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Harold Veno

About The Artist

One of the Canadian hillbilly singers, Harold Veno was from a farmer's family in a mining town called Bathurst, New Brunswick. He was the oldest in a family of nine kids. Like many hillbilly artists, he started his musical interests at an early age, taking up the organ when he was ten years old.

His inspiration as a singer was the legendary blue yodeler, Jimmie Rodgers and many of his songs followed that pattern. He was a prolific song writer himself and when he was 14, he wrote "The Unknown Soldier's Grave". By 1956, he had written over 400 tunes.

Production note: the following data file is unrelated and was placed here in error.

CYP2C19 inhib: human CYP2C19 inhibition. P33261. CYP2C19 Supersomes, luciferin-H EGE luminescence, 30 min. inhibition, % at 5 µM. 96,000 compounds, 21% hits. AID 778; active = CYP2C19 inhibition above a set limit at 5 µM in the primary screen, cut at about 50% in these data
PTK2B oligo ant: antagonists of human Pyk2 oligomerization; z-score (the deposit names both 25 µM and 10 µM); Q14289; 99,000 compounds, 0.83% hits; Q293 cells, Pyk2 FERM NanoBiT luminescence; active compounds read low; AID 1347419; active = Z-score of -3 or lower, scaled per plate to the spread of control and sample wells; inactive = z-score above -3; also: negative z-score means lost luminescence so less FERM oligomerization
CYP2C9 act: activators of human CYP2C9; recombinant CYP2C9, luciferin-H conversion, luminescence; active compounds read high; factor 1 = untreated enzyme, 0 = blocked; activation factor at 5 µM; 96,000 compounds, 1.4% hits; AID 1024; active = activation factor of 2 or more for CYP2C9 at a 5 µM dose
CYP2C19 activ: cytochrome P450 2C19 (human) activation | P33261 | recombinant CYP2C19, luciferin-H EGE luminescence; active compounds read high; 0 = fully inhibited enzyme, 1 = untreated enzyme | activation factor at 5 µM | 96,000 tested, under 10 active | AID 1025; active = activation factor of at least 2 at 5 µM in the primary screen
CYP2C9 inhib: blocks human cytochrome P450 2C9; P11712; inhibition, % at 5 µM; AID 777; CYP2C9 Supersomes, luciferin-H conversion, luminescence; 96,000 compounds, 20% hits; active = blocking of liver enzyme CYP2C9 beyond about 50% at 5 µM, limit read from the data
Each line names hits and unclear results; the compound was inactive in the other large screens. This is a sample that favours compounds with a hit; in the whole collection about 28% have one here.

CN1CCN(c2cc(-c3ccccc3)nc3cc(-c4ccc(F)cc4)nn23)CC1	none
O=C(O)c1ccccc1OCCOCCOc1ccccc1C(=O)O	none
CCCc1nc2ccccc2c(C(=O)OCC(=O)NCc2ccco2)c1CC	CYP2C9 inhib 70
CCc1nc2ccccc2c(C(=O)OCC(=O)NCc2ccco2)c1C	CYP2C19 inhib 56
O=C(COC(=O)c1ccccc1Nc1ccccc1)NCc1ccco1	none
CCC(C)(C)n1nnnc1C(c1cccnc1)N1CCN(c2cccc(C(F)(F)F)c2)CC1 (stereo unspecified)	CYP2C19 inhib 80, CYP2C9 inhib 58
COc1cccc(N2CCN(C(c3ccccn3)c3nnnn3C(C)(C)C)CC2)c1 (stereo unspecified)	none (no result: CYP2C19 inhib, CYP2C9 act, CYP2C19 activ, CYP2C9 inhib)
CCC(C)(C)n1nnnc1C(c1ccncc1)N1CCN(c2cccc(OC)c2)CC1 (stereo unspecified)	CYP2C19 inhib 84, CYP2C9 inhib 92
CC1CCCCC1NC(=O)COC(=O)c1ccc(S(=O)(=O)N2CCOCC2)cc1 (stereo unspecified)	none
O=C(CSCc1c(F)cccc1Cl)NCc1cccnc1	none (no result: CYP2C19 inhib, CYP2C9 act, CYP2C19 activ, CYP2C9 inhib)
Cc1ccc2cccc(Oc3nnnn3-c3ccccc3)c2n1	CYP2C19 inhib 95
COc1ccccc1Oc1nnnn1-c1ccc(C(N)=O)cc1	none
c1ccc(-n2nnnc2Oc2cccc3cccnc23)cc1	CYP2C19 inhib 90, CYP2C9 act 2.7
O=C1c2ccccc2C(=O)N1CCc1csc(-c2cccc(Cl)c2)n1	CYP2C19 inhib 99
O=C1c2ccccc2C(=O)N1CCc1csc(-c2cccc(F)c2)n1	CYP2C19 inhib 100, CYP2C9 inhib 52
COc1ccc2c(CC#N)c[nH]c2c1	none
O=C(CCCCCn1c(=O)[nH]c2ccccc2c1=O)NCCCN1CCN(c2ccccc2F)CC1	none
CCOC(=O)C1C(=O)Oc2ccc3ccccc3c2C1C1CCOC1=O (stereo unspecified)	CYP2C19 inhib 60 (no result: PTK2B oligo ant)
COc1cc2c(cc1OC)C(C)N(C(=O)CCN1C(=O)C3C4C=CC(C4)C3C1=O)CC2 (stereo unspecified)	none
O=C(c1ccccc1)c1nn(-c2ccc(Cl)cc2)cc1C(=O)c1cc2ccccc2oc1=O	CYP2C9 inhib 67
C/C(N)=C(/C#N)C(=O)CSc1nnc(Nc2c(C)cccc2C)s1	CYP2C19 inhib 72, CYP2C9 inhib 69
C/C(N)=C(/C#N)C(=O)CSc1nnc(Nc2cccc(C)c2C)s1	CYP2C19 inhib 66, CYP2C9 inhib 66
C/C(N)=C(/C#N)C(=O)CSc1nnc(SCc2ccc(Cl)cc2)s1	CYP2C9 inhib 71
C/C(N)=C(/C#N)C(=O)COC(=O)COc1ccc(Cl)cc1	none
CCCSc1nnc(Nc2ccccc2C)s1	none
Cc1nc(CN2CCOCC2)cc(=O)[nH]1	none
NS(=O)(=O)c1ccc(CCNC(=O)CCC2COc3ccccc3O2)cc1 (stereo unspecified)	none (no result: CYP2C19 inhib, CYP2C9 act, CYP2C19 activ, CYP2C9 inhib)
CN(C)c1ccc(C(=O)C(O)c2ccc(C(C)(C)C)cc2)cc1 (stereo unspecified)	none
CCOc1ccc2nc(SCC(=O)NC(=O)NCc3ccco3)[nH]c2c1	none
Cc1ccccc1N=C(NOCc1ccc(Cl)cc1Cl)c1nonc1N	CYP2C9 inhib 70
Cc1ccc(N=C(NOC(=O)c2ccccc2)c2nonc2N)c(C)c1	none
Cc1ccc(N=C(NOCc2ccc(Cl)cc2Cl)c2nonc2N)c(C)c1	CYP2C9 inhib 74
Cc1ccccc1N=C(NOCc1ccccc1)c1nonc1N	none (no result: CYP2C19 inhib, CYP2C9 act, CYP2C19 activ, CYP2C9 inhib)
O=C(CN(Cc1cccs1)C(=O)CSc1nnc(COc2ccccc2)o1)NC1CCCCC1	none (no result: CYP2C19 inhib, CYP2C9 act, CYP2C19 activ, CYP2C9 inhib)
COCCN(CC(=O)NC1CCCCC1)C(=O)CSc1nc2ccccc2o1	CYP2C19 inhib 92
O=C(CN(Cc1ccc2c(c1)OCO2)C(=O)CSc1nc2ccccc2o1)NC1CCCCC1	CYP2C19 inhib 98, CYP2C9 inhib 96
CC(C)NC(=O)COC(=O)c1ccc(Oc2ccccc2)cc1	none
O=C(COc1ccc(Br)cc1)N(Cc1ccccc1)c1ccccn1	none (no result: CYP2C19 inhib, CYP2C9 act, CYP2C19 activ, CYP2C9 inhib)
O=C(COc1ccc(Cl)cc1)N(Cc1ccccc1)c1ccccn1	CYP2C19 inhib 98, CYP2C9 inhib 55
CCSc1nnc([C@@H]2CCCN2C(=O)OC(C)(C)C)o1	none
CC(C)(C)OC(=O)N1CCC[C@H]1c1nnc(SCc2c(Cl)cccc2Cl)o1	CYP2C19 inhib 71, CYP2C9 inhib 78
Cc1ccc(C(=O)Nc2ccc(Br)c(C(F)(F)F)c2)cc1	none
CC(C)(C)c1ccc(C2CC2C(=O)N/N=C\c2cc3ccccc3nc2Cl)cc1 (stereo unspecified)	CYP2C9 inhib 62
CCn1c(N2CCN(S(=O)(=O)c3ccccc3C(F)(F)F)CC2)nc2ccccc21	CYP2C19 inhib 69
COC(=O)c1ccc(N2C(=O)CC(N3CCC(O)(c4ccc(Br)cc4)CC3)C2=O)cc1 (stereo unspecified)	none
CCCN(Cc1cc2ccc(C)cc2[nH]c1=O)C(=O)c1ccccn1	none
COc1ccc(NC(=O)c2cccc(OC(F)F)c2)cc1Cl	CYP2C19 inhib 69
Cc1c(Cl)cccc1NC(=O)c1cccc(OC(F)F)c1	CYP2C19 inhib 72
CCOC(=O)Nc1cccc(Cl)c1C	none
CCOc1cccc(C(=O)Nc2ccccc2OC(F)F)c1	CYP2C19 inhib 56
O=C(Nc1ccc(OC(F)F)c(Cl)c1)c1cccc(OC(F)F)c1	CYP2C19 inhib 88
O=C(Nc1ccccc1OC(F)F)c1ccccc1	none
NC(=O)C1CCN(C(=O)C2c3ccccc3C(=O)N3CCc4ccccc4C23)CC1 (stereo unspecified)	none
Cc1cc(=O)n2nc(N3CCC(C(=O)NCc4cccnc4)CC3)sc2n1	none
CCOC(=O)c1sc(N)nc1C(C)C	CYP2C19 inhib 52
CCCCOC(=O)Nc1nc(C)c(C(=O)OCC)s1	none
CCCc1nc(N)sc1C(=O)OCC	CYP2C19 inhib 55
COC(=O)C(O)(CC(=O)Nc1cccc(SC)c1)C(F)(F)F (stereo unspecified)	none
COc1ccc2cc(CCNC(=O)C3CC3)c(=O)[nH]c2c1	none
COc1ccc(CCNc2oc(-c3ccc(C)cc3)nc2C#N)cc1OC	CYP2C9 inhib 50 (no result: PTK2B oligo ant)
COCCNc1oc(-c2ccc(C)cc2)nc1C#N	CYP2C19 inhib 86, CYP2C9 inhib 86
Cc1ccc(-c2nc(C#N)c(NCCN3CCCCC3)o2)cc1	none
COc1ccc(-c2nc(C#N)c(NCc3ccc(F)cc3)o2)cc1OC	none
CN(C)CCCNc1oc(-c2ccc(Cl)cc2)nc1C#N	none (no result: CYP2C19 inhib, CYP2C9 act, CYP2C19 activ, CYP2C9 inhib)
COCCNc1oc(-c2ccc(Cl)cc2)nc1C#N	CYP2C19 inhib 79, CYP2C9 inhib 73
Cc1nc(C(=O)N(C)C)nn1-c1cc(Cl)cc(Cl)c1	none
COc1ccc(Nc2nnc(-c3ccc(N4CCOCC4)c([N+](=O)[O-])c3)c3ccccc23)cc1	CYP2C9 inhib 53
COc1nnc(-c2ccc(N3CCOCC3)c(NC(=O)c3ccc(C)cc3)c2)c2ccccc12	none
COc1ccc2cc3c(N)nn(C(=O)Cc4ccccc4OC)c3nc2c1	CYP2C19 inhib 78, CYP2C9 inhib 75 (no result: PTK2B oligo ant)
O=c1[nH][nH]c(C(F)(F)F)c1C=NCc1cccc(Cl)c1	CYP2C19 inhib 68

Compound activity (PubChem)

His first job wasn't in music, but nevertheless, it was work - carrying the lunch for the River Log Drivers.

His first appearance on the radio was when he moved to St. John, New Brunswick and appeared with Bob White and his Rhythm Boys. Later on he joined Slim Boucher's Golden Prairie Cowboys over CHMR out of New Castle.

After a road tour, Harold formed his own band. He called it the "Sleepy Hollow Cowboys", and it starred himself as a 'blues singer', in the vein of Jimmie Rodgers one would suspect. A talent scout discovered him and his tunes were being recorded on the Dominion label. They said by 1956, his first four releases were "Moss Covered Rose", "Yesterday's Love Letters", "Hillbilly Rose" and "Child of a Broken Home". He was so good, they were thinking he might become another Hank Snow.

Credits & Sources

  • Country Song Roundup No. 43; April 1956; American Folk Publications, Inc.; Derby, CT.

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